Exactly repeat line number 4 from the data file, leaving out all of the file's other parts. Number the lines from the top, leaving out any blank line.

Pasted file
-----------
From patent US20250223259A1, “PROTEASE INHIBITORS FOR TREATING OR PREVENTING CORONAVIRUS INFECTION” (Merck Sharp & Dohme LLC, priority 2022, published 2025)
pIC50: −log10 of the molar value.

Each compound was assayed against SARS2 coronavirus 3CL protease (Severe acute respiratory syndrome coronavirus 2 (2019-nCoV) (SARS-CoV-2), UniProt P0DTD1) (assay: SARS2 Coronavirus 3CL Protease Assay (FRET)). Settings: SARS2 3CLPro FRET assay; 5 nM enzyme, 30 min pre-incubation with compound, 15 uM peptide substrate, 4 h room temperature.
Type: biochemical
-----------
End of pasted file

Type: biochemical